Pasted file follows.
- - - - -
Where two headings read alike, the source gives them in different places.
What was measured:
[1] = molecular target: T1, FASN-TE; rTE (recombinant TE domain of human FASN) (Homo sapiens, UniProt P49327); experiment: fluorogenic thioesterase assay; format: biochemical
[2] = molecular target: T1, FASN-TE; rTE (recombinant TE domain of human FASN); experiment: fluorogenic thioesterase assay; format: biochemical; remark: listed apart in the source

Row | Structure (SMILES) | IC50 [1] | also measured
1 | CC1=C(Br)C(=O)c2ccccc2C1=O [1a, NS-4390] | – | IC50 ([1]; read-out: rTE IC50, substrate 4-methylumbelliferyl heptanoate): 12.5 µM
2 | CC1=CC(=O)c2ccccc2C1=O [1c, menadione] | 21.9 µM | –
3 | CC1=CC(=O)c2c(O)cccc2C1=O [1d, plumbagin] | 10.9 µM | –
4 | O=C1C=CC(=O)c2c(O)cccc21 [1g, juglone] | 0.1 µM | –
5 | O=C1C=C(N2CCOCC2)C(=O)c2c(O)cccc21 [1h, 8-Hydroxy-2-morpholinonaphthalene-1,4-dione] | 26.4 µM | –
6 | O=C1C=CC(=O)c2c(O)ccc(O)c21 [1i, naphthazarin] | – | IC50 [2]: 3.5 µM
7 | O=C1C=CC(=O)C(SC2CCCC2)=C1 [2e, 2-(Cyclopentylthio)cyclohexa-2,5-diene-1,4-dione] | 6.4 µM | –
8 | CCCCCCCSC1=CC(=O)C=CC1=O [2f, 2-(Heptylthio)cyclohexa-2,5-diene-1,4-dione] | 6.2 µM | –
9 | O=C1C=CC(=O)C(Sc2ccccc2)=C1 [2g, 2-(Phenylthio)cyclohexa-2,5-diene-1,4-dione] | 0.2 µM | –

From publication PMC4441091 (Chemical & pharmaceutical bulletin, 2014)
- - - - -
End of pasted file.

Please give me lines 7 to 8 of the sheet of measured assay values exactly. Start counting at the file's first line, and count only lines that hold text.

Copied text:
2 | CC1=CC(=O)c2ccccc2C1=O [1c, menadione] | 21.9 µM | –
3 | CC1=CC(=O)c2c(O)cccc2C1=O [1d, plumbagin] | 10.9 µM | –